Despite strong efforts by President Bush and his senior officials in recent months, the U.S. government was unable to get Taiwan President Chen Shui-bian to back away from his determination to hold referendums on sensitive cross-Strait issues in March 2004 and to conduct a presidential campaign seemingly designed to provoke Beijing into a hostile response. There seems to be little likelihood that the Taiwan president will abandon his stated agenda to seek a new constitution and other political steps toward greater independence that are seen as serious challenges and possible causes of military action by Beijing. Indeed the imperative of the pan-green leader to take new steps to energize his political base in the highly charged and divided political atmosphere in Taiwan is likely to remain strong in the lead up to the crucial Legislative election at the end of this year and probably longer. Domestic Taiwan politics clearly trumped Taiwan concern over alienating the U.S. government in the lead-up to the presidential election in March 2004 and this seems likely to remain the case for the foreseeable future.
In the event the pan-blue leader were to be determined the winner of the contested March 2004 election, the problems for U.S. policy would not go away. The pan-green would keep up the political pressure, while the pan-blue's more accommodating posture toward the PRC means that U.S. efforts to encourage sober and rigorous defense preparedness in Taiwan would meet resistance from officials unwilling to spend the money on these expensive efforts.
How to avoid conflict in the Taiwan area - work with China?
A key problem for the U.S. under these circumstances is how to avoid conflict in the Taiwan Strait prompted most immediately by the continuing and perhaps worsening uncertainty in Taiwan. As in the case of recent U.S. policy with an unpredictable South Korea, Taiwan seems unreliable and a big part of the problem. Of course, the U.S. can try to press Taiwan to adjust policy more in line with U.S. interests, but this seems unlikely to be successful. The U.S. may also be able to use military, economic, or other measures on its own that could stabilize the situation, but it is hard to see what unilateral U.S. measures would work well under current circumstances.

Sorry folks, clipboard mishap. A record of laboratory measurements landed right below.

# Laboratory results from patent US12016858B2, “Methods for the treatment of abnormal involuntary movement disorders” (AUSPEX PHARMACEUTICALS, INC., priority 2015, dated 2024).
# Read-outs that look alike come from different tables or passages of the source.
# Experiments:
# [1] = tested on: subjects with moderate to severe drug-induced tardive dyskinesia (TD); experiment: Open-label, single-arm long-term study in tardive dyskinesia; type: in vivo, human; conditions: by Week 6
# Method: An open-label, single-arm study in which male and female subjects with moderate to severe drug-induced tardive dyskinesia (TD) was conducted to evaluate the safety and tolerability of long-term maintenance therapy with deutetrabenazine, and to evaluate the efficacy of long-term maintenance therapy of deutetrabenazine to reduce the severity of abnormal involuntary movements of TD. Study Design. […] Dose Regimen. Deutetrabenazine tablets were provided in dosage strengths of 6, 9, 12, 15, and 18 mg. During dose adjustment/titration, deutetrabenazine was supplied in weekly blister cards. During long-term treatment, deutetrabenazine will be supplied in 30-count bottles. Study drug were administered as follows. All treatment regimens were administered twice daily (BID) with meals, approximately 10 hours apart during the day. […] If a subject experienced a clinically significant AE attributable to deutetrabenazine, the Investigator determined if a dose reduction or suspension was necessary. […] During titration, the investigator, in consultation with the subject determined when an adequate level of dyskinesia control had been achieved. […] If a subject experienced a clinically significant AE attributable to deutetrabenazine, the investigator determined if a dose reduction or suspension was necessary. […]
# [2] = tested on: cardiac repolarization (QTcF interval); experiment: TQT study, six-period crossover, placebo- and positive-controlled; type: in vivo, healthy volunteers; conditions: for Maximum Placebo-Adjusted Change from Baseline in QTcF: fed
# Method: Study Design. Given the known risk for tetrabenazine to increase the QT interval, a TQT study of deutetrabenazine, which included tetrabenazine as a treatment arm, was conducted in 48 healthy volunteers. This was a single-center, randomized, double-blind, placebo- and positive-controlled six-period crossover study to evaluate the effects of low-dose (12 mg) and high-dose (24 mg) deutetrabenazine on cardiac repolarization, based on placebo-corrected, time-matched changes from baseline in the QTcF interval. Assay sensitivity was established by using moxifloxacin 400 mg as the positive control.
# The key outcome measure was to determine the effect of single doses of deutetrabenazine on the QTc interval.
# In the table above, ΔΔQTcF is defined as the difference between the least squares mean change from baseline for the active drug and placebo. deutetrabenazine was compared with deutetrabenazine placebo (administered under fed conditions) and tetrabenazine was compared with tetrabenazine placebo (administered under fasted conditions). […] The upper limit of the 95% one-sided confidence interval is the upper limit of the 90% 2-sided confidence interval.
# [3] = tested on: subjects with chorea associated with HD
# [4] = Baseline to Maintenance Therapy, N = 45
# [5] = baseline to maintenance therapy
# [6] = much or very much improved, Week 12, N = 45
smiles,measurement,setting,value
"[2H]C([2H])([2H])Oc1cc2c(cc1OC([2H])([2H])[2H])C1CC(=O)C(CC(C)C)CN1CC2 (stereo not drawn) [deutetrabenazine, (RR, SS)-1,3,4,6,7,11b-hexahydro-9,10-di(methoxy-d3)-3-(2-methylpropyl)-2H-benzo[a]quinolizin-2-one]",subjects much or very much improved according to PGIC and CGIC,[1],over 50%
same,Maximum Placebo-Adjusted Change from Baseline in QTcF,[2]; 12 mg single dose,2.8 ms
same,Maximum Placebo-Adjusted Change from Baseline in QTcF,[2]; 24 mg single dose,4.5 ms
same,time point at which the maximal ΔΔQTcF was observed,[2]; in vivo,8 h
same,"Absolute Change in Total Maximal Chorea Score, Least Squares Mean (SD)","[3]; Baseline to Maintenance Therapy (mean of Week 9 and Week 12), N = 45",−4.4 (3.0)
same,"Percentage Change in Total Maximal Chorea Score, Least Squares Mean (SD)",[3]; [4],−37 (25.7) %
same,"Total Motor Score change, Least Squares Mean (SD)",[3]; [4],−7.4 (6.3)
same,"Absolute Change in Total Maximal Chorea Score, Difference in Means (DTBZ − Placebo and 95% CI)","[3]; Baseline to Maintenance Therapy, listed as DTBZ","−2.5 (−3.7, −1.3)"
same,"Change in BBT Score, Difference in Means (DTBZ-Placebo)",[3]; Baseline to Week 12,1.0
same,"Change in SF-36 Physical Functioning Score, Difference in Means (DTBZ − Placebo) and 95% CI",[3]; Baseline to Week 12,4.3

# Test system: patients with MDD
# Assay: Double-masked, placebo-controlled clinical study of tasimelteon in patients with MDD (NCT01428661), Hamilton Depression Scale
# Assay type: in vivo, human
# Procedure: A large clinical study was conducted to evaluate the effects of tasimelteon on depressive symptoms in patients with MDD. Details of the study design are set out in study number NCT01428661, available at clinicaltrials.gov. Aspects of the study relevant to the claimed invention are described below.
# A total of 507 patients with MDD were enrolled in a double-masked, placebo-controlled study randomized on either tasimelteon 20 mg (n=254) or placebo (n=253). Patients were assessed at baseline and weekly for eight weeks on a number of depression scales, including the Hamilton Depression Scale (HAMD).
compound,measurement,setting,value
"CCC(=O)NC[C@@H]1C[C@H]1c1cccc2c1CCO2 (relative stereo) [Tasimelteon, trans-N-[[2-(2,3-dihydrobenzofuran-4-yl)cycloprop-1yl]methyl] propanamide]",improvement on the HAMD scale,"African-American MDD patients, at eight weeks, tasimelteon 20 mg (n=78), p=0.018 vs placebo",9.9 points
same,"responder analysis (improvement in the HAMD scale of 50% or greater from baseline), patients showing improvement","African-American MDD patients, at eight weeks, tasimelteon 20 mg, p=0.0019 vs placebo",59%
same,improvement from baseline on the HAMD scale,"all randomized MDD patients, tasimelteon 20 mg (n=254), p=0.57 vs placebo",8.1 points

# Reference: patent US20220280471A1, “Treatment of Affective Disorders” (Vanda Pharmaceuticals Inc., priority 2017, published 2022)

Meanwhile, a path that has been surprisingly satisfactory for the Bush administration in the case of Koreans to deal more directly and constructively with China. Beijing leaders also seem to have a need to work closely with the U.S. in order to avoid confrontation and conflict with the U.S. prompted by unpredictable developments in Taiwan. Such U.S.-PRC dealings need not go beyond established lines of communications nor involve more than initial steps to reassure one another that they will not resort to precipitous military action when cooperative U.S.-PRC steps can be pursued to ease tensions and manage Taiwan issues in ways that do not lead to war. As in the case of South Korea, Taiwan would obviously be marginalized in U.S. policy through this process, but the imperative of avoiding a new (and for the U.S. unnecessary) conflict at a time of major U.S. strategic preoccupation elsewhere could provide sufficient justification for this U.S. policy adjustment.
(Posted here with the permission of Pacific Forum CSIS)